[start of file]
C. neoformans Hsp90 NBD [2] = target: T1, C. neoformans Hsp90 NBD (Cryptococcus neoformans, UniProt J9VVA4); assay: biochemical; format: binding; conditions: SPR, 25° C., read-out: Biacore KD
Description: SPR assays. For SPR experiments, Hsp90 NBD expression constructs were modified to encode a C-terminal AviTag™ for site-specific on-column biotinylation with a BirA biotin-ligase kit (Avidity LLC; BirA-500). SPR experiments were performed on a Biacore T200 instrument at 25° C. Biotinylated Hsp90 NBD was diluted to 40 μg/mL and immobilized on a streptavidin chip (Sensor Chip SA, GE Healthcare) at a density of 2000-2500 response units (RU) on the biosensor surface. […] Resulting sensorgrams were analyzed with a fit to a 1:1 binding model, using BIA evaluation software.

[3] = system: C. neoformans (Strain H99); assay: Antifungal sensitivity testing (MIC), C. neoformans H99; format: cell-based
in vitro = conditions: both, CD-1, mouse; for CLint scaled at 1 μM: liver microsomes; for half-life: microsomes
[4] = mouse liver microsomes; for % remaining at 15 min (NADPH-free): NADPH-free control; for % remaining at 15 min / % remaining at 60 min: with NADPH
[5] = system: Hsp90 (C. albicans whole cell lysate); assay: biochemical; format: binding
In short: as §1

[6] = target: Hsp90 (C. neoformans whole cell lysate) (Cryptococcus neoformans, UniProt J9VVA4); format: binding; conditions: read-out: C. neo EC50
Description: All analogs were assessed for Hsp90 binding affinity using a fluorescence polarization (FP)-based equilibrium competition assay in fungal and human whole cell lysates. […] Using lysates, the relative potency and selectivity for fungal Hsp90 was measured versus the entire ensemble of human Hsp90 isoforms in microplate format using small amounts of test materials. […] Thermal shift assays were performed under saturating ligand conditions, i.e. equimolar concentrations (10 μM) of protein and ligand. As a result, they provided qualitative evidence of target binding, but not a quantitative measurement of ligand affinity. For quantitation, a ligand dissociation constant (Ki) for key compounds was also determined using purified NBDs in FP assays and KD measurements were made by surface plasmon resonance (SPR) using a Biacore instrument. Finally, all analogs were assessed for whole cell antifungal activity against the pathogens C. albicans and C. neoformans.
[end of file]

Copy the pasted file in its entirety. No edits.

C. neoformans Hsp90 NBD [2] = target: T1, C. neoformans Hsp90 NBD (Cryptococcus neoformans, UniProt J9VVA4); assay: biochemical; format: binding; conditions: SPR, 25° C., read-out: Biacore KD
Description: SPR assays. For SPR experiments, Hsp90 NBD expression constructs were modified to encode a C-terminal AviTag™ for site-specific on-column biotinylation with a BirA biotin-ligase kit (Avidity LLC; BirA-500). SPR experiments were performed on a Biacore T200 instrument at 25° C. Biotinylated Hsp90 NBD was diluted to 40 μg/mL and immobilized on a streptavidin chip (Sensor Chip SA, GE Healthcare) at a density of 2000-2500 response units (RU) on the biosensor surface. […] Resulting sensorgrams were analyzed with a fit to a 1:1 binding model, using BIA evaluation software.

[3] = system: C. neoformans (Strain H99); assay: Antifungal sensitivity testing (MIC), C. neoformans H99; format: cell-based
in vitro = conditions: both, CD-1, mouse; for CLint scaled at 1 μM: liver microsomes; for half-life: microsomes
[4] = mouse liver microsomes; for % remaining at 15 min (NADPH-free): NADPH-free control; for % remaining at 15 min / % remaining at 60 min: with NADPH
[5] = system: Hsp90 (C. albicans whole cell lysate); assay: biochemical; format: binding
In short: as §1

[6] = target: Hsp90 (C. neoformans whole cell lysate) (Cryptococcus neoformans, UniProt J9VVA4); format: binding; conditions: read-out: C. neo EC50
Description: All analogs were assessed for Hsp90 binding affinity using a fluorescence polarization (FP)-based equilibrium competition assay in fungal and human whole cell lysates. […] Using lysates, the relative potency and selectivity for fungal Hsp90 was measured versus the entire ensemble of human Hsp90 isoforms in microplate format using small amounts of test materials. […] Thermal shift assays were performed under saturating ligand conditions, i.e. equimolar concentrations (10 μM) of protein and ligand. As a result, they provided qualitative evidence of target binding, but not a quantitative measurement of ligand affinity. For quantitation, a ligand dissociation constant (Ki) for key compounds was also determined using purified NBDs in FP assays and KD measurements were made by surface plasmon resonance (SPR) using a Biacore instrument. Finally, all analogs were assessed for whole cell antifungal activity against the pathogens C. albicans and C. neoformans.